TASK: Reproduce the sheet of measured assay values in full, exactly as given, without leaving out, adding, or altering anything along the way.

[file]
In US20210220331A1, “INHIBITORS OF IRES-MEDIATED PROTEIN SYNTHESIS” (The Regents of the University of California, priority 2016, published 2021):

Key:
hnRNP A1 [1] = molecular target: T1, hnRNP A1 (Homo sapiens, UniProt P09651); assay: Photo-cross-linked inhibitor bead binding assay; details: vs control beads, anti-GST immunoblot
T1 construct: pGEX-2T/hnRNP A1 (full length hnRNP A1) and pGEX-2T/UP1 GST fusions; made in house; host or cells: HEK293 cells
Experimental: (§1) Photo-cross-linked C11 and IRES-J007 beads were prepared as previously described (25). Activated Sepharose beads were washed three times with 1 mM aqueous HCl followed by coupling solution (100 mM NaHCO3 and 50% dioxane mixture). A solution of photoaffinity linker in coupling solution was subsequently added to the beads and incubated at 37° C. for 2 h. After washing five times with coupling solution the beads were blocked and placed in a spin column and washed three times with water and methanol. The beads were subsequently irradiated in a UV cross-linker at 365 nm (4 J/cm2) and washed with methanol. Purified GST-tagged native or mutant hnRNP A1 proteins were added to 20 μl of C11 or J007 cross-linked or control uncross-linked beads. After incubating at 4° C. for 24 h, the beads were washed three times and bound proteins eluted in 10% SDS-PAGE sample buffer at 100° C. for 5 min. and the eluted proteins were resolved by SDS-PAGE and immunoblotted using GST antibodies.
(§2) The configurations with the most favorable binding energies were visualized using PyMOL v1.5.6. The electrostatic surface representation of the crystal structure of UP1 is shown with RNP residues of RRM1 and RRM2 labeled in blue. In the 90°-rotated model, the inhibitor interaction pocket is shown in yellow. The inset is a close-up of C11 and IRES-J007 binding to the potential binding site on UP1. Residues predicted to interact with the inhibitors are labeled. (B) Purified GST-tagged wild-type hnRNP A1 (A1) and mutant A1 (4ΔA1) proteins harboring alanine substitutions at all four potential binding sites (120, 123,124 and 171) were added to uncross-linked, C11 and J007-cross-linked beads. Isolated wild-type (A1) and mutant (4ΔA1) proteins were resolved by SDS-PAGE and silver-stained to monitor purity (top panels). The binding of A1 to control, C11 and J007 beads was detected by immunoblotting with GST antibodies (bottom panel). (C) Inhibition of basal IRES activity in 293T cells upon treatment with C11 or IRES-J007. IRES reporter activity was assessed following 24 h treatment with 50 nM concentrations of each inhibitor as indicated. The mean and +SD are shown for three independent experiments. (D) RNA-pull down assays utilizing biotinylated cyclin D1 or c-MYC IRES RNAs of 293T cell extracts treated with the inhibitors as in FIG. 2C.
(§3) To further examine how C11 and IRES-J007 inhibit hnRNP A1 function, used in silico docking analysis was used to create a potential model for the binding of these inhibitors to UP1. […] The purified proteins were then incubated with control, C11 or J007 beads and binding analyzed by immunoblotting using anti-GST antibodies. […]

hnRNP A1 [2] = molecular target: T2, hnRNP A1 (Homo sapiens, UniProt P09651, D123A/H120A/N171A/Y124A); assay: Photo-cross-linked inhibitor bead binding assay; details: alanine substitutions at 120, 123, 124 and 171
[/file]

In US20210220331A1, “INHIBITORS OF IRES-MEDIATED PROTEIN SYNTHESIS” (The Regents of the University of California, priority 2016, published 2021):

Key:
hnRNP A1 [1] = molecular target: T1, hnRNP A1 (Homo sapiens, UniProt P09651); assay: Photo-cross-linked inhibitor bead binding assay; details: vs control beads, anti-GST immunoblot
T1 construct: pGEX-2T/hnRNP A1 (full length hnRNP A1) and pGEX-2T/UP1 GST fusions; made in house; host or cells: HEK293 cells
Experimental: (§1) Photo-cross-linked C11 and IRES-J007 beads were prepared as previously described (25). Activated Sepharose beads were washed three times with 1 mM aqueous HCl followed by coupling solution (100 mM NaHCO3 and 50% dioxane mixture). A solution of photoaffinity linker in coupling solution was subsequently added to the beads and incubated at 37° C. for 2 h. After washing five times with coupling solution the beads were blocked and placed in a spin column and washed three times with water and methanol. The beads were subsequently irradiated in a UV cross-linker at 365 nm (4 J/cm2) and washed with methanol. Purified GST-tagged native or mutant hnRNP A1 proteins were added to 20 μl of C11 or J007 cross-linked or control uncross-linked beads. After incubating at 4° C. for 24 h, the beads were washed three times and bound proteins eluted in 10% SDS-PAGE sample buffer at 100° C. for 5 min. and the eluted proteins were resolved by SDS-PAGE and immunoblotted using GST antibodies.
(§2) The configurations with the most favorable binding energies were visualized using PyMOL v1.5.6. The electrostatic surface representation of the crystal structure of UP1 is shown with RNP residues of RRM1 and RRM2 labeled in blue. In the 90°-rotated model, the inhibitor interaction pocket is shown in yellow. The inset is a close-up of C11 and IRES-J007 binding to the potential binding site on UP1. Residues predicted to interact with the inhibitors are labeled. (B) Purified GST-tagged wild-type hnRNP A1 (A1) and mutant A1 (4ΔA1) proteins harboring alanine substitutions at all four potential binding sites (120, 123,124 and 171) were added to uncross-linked, C11 and J007-cross-linked beads. Isolated wild-type (A1) and mutant (4ΔA1) proteins were resolved by SDS-PAGE and silver-stained to monitor purity (top panels). The binding of A1 to control, C11 and J007 beads was detected by immunoblotting with GST antibodies (bottom panel). (C) Inhibition of basal IRES activity in 293T cells upon treatment with C11 or IRES-J007. IRES reporter activity was assessed following 24 h treatment with 50 nM concentrations of each inhibitor as indicated. The mean and +SD are shown for three independent experiments. (D) RNA-pull down assays utilizing biotinylated cyclin D1 or c-MYC IRES RNAs of 293T cell extracts treated with the inhibitors as in FIG. 2C.
(§3) To further examine how C11 and IRES-J007 inhibit hnRNP A1 function, used in silico docking analysis was used to create a potential model for the binding of these inhibitors to UP1. […] The purified proteins were then incubated with control, C11 or J007 beads and binding analyzed by immunoblotting using anti-GST antibodies. […]

hnRNP A1 [2] = molecular target: T2, hnRNP A1 (Homo sapiens, UniProt P09651, D123A/H120A/N171A/Y124A); assay: Photo-cross-linked inhibitor bead binding assay; details: alanine substitutions at 120, 123, 124 and 171